Antibiotic prophylaxis in dermatologic surgery

J Am Acad Dermatol. 1995 Feb;32(2 Pt 1):155-76; quiz 177-80. doi: 10.1016/0190-9622(95)90119-1.


Antibiotic prophylaxis is generally administered either to prevent wound infection or to hinder the development of endocarditis. Although the use of antibiotics in certain circumstances to prevent wound infection can be straightforward, there are other circumstances in which the decision to use antibiotics is much less clear. Endocarditis prophylaxis has traditionally been based on the American Heart Association's guidelines, which do not cover dermatologic surgery. This article discusses the rationale and controversies surrounding the use of antibiotic prophylaxis for prevention of both wound infection and endocarditis, reviews the few studies that pertain to dermatology, and provides recommendations for antibiotic prophylaxis on a case-by-case basis for those who perform dermatologic surgery.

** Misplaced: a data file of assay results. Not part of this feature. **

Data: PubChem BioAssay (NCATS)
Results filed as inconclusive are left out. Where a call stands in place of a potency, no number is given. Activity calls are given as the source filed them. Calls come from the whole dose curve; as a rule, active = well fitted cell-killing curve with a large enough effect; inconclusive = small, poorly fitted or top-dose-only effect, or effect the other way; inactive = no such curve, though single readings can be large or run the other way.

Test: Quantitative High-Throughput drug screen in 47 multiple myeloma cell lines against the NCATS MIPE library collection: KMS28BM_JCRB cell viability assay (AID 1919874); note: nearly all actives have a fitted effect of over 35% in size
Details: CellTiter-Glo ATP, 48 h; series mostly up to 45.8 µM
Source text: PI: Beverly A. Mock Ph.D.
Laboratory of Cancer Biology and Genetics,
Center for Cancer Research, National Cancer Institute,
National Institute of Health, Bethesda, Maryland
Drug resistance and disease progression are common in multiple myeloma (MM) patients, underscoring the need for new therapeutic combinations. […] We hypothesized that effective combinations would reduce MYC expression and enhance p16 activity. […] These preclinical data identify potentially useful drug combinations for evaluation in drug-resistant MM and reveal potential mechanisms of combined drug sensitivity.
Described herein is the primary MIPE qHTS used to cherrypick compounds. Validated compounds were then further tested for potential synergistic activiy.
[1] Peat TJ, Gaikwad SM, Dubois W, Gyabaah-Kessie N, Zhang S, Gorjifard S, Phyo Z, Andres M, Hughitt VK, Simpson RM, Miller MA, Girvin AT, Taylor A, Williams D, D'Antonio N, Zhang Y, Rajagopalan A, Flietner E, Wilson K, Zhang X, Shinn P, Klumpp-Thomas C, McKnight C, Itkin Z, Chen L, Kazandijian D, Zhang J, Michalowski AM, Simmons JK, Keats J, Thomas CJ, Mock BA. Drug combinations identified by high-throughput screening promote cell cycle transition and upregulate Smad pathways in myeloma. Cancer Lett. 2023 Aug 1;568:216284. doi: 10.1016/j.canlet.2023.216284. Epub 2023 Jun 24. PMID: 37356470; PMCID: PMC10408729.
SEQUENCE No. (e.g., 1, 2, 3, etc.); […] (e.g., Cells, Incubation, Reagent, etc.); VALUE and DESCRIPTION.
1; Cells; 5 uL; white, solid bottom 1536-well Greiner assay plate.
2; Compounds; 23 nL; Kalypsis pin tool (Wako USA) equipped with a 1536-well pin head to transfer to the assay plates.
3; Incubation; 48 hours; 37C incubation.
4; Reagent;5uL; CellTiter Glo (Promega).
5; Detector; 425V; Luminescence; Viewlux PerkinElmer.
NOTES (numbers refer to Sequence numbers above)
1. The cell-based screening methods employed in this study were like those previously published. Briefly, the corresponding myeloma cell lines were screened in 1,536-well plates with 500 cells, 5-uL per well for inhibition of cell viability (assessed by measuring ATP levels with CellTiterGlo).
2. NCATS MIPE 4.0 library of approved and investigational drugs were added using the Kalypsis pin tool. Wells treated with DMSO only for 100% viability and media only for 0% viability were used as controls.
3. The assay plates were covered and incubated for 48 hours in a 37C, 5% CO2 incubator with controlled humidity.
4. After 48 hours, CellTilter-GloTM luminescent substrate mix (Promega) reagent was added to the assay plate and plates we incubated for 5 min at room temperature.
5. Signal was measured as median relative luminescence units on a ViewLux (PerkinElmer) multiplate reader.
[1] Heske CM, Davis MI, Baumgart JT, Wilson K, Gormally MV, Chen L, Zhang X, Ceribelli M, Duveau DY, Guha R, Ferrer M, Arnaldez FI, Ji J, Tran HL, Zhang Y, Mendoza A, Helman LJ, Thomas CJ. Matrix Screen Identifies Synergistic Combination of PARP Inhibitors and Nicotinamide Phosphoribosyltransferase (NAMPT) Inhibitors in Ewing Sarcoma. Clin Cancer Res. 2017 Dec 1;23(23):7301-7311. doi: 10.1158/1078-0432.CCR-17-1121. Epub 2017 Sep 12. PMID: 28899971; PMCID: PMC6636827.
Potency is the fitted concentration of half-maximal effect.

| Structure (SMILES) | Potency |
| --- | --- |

Publication types

  • Research Support, Non-U.S. Gov't
  • Review

MeSH terms

  • Anti-Bacterial Agents / administration & dosage
  • Anti-Bacterial Agents / therapeutic use*
  • Dermatologic Surgical Procedures*
  • Endocarditis, Bacterial / prevention & control*
  • Forecasting
  • Humans
  • Practice Guidelines as Topic
  • Prostheses and Implants
  • Risk Factors
  • Skin / microbiology
  • Skin Diseases, Infectious / surgery
  • Surgical Wound Infection / prevention & control*


  • Anti-Bacterial Agents